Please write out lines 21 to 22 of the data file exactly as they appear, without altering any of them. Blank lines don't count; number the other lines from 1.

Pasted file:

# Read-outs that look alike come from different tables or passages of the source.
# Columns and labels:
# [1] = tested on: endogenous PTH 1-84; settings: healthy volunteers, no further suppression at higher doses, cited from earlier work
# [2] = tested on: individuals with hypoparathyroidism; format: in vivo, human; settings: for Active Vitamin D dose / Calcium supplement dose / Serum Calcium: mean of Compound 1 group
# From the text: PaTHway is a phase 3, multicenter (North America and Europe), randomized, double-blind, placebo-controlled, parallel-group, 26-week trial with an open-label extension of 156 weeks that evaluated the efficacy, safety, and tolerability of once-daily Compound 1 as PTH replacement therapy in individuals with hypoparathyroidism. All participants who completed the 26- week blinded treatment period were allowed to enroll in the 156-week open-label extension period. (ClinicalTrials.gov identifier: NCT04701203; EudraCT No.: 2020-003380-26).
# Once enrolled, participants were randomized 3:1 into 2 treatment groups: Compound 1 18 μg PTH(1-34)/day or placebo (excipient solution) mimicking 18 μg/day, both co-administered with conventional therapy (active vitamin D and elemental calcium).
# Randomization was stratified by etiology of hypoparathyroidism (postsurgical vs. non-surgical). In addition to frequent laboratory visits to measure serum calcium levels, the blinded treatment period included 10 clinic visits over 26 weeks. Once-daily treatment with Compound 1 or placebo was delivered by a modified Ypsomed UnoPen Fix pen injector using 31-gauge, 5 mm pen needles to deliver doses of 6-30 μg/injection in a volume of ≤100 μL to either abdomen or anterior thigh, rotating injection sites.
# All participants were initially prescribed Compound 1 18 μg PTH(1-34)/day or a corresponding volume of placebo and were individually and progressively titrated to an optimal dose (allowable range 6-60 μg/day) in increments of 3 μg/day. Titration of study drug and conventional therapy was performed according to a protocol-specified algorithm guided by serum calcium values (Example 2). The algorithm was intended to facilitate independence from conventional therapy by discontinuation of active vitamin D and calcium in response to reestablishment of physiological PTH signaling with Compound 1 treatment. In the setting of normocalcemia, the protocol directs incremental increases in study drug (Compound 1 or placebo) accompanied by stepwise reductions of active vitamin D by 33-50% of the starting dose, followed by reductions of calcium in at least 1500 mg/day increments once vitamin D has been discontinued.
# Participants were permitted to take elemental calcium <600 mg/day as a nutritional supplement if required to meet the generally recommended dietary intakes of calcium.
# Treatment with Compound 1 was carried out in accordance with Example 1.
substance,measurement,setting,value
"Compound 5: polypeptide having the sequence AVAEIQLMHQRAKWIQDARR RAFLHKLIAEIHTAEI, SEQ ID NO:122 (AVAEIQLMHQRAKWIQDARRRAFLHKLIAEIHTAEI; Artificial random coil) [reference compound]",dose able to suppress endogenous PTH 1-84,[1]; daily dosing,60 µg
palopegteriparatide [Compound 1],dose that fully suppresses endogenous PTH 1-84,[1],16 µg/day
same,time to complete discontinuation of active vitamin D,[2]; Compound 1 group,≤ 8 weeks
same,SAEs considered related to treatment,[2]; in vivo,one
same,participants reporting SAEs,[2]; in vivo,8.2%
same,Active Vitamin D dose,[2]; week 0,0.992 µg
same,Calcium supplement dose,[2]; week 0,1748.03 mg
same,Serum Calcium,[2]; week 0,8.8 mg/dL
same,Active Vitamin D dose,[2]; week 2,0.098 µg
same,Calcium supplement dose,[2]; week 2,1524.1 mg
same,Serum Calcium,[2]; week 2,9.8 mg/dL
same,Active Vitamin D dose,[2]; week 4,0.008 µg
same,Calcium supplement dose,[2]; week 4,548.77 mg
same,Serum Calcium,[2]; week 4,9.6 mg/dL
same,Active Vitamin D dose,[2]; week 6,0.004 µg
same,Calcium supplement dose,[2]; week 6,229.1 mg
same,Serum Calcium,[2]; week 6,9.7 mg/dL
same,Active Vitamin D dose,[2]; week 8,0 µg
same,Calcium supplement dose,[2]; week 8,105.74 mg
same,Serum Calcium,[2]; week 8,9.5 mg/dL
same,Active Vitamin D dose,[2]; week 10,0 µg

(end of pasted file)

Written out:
same,Calcium supplement dose,[2]; week 2,1524.1 mg
same,Serum Calcium,[2]; week 2,9.8 mg/dL